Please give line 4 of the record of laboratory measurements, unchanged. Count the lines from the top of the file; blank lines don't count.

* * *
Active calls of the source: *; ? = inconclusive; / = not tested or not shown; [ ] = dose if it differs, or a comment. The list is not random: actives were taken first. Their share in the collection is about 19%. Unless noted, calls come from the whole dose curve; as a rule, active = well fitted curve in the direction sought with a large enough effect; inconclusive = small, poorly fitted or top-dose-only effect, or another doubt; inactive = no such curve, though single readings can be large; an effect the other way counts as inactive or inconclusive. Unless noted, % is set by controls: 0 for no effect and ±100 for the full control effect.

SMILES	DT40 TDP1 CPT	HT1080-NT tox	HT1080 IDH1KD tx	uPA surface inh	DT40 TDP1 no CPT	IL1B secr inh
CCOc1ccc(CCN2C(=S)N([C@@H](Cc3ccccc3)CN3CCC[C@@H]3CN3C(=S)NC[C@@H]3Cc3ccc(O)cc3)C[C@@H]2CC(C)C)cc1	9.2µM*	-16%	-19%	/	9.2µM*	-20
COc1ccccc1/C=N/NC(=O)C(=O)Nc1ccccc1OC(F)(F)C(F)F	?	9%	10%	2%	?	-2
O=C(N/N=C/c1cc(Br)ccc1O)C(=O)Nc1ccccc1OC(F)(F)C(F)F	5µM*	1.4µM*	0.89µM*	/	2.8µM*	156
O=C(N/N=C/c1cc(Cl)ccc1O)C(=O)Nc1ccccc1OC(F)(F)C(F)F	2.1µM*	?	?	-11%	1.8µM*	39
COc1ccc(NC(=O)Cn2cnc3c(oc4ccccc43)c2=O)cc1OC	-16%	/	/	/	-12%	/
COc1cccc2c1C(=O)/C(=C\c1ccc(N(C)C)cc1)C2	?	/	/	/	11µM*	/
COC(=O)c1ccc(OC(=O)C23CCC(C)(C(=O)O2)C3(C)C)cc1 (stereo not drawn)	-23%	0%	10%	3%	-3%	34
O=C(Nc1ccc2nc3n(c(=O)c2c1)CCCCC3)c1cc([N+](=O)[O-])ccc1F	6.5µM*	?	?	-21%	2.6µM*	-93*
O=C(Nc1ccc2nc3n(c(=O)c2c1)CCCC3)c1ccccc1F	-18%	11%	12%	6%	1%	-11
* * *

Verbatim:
COc1ccccc1/C=N/NC(=O)C(=O)Nc1ccccc1OC(F)(F)C(F)F	?	9%	10%	2%	?	-2